12 Distinctly Filipino Drinks You Should Try

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“Heaven” has no exact definition. For the religious, it’s the dwelling place of God or the ultimate destination of a life lived well. There can also be small slices of heaven on earth like quality time with loved ones, the elation that comes with an accomplished work, or a weekend escape to the beach with unlimited access to the best boozes in the land.

They say that in heaven there’s no beer, we beg to differ. Here’s a list of the top booze to try in the Philippines.

The King: San Miguel Pale Pilsen

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No self-respecting list of top boozes in the Philippines doesn’t have San Miguel beer. This well-loved Filipino drink traces its history back to 1890 when a group of Spaniards opened a brewery in Manila and introduced beer to Filipinos. After more than 100 years, San Miguel beer remains the king of celebrations and vacation getaways. What makes this drink a national treasure? It has the right amount of bitterness and alcohol, not too light nor too heavy.

A strong kick c/o Red Horse Beer

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“Rebellious and flavorful yet bold and intense” is how Red Horse Beer markets itself. This is preferred by younger drinkers who want a stronger alcohol kick than San Miguel Pale Pilsen. It’s an extra strong beer with a 6.9% alcohol content per volume. In 2015, Red Horse was awarded Best International Lager at the Australian International Beer Awards.

Welcome to the land of smooth gin

The Philippines is home to the world’s heaviest gin drinkers. According to The Economist, Filipinos consume an average of 1.4 liters of gin every year, leading the pack of drinkers from cold regions in Europe and North America. Ginebra San Miguel, locally called “bilog,” remains as the top choice. Foreign travelers are often fascinated to the local way of enjoying this drink: through the “tagay” system. Drinkers form a circle and pass around a shot glass filled with a choice of liquor. Passing up “tagay” is frowned upon, but if you can’t hold your alcohol anymore, you can nominate someone to take it for you.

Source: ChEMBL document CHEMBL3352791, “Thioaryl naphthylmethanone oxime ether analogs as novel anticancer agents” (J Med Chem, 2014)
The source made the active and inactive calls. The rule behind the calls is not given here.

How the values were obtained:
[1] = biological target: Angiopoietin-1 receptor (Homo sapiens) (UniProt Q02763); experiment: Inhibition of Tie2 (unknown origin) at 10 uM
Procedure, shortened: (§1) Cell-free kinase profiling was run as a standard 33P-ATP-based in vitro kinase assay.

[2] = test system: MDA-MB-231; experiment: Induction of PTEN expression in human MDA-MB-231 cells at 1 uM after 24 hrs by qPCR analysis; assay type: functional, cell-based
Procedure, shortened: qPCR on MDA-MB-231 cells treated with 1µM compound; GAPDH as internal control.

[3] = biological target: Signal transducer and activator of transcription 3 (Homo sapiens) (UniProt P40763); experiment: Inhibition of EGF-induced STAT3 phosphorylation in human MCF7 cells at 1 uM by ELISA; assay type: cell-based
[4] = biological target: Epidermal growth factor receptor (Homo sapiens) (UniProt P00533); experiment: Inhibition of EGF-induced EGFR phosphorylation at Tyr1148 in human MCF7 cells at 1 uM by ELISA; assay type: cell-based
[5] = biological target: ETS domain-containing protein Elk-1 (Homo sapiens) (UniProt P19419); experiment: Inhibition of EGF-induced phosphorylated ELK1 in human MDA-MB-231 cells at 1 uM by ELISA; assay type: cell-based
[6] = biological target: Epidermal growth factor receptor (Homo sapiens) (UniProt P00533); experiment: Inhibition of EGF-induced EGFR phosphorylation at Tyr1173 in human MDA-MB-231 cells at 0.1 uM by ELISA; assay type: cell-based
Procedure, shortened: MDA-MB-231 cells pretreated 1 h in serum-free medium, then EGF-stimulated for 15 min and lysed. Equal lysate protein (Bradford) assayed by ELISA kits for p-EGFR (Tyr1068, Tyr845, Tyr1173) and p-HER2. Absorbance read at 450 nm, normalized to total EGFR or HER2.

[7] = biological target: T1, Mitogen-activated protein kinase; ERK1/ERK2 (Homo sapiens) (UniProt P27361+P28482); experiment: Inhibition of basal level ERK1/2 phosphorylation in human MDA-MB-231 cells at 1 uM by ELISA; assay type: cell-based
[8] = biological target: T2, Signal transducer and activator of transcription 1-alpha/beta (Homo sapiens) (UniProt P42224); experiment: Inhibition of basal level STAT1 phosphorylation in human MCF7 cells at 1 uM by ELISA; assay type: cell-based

A “lighter” shade of fun

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In response to the demand for booze with less calorie content (and a “lighter” hangover), manufacturers launched the light version of popular drinks. San Mig Light contains only 100 calories per 330ml serving. It prides itself as “the country’s leading low calorie beer.” There’s also top brandy Emperador Light and the flavored vodka, Tanduay Ice.

The fabulous Chocnut Martini

Nightlife in tourist spots in the Philippines is incomplete without local beers and Filipino version of cocktails. A popular drink is the milk-chocolate Choc Nut, a Pinoy-style chocolate martini that mixes Choc Nut, Absolut Vodka, Jim Beam bourbon, soy milk, and cocoa powder. It’s so good, a second or third order is quite expected.

Boracay’s own booze